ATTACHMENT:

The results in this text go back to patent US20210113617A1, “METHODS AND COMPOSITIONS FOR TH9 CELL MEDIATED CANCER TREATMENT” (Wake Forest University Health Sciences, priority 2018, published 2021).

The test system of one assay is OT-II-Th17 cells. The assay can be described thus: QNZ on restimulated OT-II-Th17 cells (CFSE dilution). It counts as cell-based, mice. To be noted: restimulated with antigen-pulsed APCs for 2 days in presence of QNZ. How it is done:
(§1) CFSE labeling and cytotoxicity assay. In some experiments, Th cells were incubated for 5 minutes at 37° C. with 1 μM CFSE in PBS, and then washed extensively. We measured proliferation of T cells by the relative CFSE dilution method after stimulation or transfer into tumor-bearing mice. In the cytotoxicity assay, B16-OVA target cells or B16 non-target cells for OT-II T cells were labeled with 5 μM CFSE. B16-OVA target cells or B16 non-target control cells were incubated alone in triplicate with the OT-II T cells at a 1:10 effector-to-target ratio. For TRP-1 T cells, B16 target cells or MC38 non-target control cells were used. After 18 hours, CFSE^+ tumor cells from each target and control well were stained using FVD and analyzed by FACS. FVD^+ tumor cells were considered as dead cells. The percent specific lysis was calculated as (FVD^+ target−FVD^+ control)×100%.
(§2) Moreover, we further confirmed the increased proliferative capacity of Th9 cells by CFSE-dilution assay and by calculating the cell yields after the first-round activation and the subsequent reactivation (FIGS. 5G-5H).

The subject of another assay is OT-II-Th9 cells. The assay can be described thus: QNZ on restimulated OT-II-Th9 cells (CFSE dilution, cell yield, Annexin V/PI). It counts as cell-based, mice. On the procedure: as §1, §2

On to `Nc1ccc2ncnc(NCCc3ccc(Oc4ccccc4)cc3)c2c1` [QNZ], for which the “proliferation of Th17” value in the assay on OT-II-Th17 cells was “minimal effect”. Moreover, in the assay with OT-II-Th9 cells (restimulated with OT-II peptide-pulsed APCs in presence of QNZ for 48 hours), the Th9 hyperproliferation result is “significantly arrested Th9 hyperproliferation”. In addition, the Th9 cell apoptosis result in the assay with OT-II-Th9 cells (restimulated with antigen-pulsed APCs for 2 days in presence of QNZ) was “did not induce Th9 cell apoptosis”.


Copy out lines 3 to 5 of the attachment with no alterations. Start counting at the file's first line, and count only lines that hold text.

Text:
(§1) CFSE labeling and cytotoxicity assay. In some experiments, Th cells were incubated for 5 minutes at 37° C. with 1 μM CFSE in PBS, and then washed extensively. We measured proliferation of T cells by the relative CFSE dilution method after stimulation or transfer into tumor-bearing mice. In the cytotoxicity assay, B16-OVA target cells or B16 non-target cells for OT-II T cells were labeled with 5 μM CFSE. B16-OVA target cells or B16 non-target control cells were incubated alone in triplicate with the OT-II T cells at a 1:10 effector-to-target ratio. For TRP-1 T cells, B16 target cells or MC38 non-target control cells were used. After 18 hours, CFSE^+ tumor cells from each target and control well were stained using FVD and analyzed by FACS. FVD^+ tumor cells were considered as dead cells. The percent specific lysis was calculated as (FVD^+ target−FVD^+ control)×100%.
(§2) Moreover, we further confirmed the increased proliferative capacity of Th9 cells by CFSE-dilution assay and by calculating the cell yields after the first-round activation and the subsequent reactivation (FIGS. 5G-5H).

The subject of another assay is OT-II-Th9 cells. The assay can be described thus: QNZ on restimulated OT-II-Th9 cells (CFSE dilution, cell yield, Annexin V/PI). It counts as cell-based, mice. On the procedure: as §1, §2